California is inching closer to its first rolling blackouts in more than a year.
A rolling blackout is when power supply is low and the power company intentionally turns off power grids, leaving people in the dark.
On Wednesday afternoon, the state’s power grid operator declared a stage 2 out of 3 possible stages of emergency. If the level 3 is reached, it could be lights out for Bay Area residents.
Total usage came within 5 percent of the state’s total reserves at 3 p.m. Wednesday. The alert followed the first preliminary emergency of the year on Tuesday.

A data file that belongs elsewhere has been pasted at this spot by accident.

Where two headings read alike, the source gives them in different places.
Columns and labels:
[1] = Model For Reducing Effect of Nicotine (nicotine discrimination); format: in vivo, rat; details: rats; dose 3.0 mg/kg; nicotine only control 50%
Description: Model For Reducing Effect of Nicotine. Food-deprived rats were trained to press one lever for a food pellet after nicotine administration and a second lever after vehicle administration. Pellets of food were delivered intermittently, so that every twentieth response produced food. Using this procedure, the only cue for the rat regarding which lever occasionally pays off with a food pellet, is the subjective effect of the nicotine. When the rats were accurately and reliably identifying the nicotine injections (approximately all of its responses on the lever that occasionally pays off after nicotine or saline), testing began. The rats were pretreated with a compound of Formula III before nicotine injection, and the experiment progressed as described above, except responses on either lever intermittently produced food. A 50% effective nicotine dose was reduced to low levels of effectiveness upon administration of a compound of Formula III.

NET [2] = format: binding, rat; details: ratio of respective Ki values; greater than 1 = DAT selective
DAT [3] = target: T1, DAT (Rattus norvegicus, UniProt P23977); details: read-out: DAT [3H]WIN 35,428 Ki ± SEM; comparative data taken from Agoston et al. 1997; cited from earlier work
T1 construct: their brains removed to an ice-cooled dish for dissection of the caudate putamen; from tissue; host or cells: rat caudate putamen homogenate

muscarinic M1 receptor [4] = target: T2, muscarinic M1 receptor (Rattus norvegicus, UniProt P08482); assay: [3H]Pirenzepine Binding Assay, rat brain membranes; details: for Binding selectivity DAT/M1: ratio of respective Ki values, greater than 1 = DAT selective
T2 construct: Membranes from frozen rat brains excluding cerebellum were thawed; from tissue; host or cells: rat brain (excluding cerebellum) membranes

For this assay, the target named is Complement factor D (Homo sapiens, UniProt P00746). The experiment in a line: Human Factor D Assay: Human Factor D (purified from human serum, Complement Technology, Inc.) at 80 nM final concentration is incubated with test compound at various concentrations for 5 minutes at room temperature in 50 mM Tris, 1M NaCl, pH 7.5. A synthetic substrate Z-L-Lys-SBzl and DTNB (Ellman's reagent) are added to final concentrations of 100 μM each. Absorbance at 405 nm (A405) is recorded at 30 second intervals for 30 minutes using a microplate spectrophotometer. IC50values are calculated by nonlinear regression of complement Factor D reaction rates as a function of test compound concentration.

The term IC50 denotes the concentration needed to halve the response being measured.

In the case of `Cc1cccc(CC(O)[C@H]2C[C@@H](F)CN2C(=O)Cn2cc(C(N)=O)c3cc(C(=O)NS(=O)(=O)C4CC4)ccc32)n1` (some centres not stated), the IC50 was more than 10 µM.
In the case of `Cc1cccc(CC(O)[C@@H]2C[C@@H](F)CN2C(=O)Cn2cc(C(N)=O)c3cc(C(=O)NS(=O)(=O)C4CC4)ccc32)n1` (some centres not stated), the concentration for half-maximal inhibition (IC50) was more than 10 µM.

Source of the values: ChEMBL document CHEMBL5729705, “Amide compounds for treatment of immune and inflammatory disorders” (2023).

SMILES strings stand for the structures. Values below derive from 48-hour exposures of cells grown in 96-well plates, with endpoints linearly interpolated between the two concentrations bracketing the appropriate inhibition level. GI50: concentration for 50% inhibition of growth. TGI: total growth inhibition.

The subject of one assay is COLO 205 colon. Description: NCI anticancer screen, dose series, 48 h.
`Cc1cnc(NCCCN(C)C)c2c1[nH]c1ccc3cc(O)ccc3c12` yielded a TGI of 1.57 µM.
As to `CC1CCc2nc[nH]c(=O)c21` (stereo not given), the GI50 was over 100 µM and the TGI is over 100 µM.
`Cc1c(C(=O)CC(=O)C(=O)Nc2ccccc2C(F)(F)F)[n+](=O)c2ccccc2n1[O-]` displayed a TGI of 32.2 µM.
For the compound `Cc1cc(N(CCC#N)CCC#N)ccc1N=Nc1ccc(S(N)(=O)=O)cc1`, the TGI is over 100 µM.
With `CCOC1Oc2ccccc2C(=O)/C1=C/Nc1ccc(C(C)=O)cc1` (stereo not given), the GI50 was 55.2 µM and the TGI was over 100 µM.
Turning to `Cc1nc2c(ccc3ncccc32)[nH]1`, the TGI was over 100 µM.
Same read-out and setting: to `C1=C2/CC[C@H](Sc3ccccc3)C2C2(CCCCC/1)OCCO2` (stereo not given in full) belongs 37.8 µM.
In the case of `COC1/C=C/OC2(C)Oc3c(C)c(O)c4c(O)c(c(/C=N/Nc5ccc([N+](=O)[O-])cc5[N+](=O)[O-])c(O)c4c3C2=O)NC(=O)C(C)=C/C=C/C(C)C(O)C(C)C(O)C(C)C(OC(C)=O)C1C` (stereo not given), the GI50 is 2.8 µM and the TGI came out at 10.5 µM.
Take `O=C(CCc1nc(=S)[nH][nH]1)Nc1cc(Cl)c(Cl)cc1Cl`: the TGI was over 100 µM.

The extreme heat wave thinned energy supplies this week, according to the Independent System Operator, the agency that manages the state’s power grid.
During the current alert, grid managers can call on a group of power users who agree to scale back electricity use during emergencies in return for lower energy rates, said ISO spokesperson Kristina Werst.
By this time last year, the ISO declared 65 stage two alerts and 38 stage three alerts. An increase in public conservation awareness and keeping more power plants on line have helped avoid blackouts this year, Werst said.
The ISO and Pacific Gas and Electric are still stressing that continued conservation will keep the lights on in California.
The last rolling blackout in California happened on May 8, 2001.
- The Associated Press contributed to this report